Thames Water slams 'irresponsible concrete sewer abuse'

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Concrete filled sewer in Southwark

This is the mineshaft Thames Water had to dig under Hanover Park in order to replace the concrete-filled length of sewer


Thames Water is having to dig out 10 metres of concrete poured into a sewer in Peckham, London.

The "selfish and irresponsible" actions of an unknown rogue builder in Hanover Park have been slammed as "a complete waste of time and money" by Britain's biggest water company. The work, three metres deep, is also causing traffic disruption to motorists in the area.

Thames Water spokesman Stuart White said: "Normally blockages are caused by fat, oil and wet wipes building up in the sewer but unfortunately in this case it's concrete, so we can't jet it through. It's in there and it's set to the pipe, so we need to remove the pipe and replace it with a new one.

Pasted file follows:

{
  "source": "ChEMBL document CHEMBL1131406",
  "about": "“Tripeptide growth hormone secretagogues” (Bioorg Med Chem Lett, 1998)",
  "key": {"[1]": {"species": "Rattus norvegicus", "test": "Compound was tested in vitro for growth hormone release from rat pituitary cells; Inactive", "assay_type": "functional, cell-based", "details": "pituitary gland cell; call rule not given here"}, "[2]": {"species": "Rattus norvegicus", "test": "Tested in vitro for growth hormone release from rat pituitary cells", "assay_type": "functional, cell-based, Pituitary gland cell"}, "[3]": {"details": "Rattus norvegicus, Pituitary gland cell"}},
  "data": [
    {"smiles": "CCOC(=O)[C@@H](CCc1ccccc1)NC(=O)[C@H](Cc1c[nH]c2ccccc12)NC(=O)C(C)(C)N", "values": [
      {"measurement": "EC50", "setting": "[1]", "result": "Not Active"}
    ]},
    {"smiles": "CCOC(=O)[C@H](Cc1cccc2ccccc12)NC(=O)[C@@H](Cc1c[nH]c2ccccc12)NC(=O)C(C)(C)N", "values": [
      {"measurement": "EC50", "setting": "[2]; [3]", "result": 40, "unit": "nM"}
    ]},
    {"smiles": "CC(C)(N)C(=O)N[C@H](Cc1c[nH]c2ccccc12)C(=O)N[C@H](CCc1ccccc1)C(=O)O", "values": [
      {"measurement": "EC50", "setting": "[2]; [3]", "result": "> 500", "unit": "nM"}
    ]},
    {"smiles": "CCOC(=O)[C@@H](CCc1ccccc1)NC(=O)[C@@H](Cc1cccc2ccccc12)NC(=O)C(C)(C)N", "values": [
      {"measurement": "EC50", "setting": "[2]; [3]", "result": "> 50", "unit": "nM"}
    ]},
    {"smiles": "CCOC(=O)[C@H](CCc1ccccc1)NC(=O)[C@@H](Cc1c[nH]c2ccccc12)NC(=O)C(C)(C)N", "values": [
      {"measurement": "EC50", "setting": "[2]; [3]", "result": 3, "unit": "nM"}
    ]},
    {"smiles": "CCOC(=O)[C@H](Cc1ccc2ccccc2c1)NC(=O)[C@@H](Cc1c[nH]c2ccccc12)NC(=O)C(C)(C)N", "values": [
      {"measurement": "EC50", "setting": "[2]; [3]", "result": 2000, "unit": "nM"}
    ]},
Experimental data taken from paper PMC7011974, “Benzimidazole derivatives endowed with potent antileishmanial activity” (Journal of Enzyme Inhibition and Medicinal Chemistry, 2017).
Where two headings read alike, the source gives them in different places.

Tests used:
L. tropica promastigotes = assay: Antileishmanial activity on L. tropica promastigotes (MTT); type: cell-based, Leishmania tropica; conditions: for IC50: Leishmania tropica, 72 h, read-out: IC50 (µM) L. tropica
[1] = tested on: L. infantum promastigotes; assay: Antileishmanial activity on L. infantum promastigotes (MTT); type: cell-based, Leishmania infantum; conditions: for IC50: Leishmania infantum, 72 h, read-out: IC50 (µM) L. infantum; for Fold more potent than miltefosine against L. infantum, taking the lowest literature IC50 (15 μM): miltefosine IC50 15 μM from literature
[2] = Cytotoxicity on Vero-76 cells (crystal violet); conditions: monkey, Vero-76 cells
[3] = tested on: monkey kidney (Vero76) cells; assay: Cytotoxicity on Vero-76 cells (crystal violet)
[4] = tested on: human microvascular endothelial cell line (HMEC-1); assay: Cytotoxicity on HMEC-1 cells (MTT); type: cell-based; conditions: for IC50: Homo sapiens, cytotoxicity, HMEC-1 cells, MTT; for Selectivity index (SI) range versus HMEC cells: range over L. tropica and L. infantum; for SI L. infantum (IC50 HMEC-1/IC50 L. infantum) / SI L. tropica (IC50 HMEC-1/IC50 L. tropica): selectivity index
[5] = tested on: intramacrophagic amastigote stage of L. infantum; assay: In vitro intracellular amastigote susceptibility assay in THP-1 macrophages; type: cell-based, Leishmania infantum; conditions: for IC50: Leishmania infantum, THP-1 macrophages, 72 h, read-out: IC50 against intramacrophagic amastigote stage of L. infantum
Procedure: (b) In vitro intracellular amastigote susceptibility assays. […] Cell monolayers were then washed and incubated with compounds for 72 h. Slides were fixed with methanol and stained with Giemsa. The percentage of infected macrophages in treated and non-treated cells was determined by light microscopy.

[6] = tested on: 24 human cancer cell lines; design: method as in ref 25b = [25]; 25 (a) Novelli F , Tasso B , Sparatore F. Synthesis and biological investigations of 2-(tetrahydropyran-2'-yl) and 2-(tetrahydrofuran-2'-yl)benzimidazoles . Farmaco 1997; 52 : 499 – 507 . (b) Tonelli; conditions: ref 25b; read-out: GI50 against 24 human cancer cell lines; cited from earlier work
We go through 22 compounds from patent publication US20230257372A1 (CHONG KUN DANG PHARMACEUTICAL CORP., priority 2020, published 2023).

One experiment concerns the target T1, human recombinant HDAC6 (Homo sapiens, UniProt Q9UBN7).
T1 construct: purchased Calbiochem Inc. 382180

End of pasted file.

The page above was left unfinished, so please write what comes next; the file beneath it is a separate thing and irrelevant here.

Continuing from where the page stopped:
"This is very frustrating, a complete waste of our time, and not the first time damage has been caused by people pouring concrete into our sewers. After fixing the problem, we will investigate and then reclaim the costs from whoever is responsible."

Sewer abuse increases the risk of blocked sewers, which leads to thousands of people's homes flooding with sewage every year.

White added: "Sewers are designed to take only loo roll, dirty water and human waste. Nothing else. Our message is to 'Bin in – don't block it'."

Every year Thames Water, serving 15 million people in London and the Thames Valley, spends a million pounds a month clearing fatbergs and blockages in its 68,000 miles of sewers.